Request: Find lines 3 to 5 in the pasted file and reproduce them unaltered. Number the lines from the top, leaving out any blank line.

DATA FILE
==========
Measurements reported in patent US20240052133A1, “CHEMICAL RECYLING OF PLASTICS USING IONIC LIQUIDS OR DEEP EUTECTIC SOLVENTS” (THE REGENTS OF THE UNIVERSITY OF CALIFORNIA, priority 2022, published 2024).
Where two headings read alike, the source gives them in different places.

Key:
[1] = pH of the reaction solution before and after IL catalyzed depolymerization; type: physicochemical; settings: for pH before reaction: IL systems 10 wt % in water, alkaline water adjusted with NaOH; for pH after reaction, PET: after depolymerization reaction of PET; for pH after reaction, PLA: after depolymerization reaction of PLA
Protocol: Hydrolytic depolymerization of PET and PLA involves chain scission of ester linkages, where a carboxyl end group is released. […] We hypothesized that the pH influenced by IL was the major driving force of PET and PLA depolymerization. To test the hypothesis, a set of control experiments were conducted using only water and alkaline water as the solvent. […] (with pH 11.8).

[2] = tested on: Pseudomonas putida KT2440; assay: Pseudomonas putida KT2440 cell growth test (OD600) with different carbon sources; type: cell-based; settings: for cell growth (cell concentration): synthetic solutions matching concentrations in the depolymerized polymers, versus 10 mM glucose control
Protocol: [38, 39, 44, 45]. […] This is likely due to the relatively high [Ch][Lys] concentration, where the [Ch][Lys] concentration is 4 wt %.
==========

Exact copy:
Key:
[1] = pH of the reaction solution before and after IL catalyzed depolymerization; type: physicochemical; settings: for pH before reaction: IL systems 10 wt % in water, alkaline water adjusted with NaOH; for pH after reaction, PET: after depolymerization reaction of PET; for pH after reaction, PLA: after depolymerization reaction of PLA
Protocol: Hydrolytic depolymerization of PET and PLA involves chain scission of ester linkages, where a carboxyl end group is released. […] We hypothesized that the pH influenced by IL was the major driving force of PET and PLA depolymerization. To test the hypothesis, a set of control experiments were conducted using only water and alkaline water as the solvent. […] (with pH 11.8).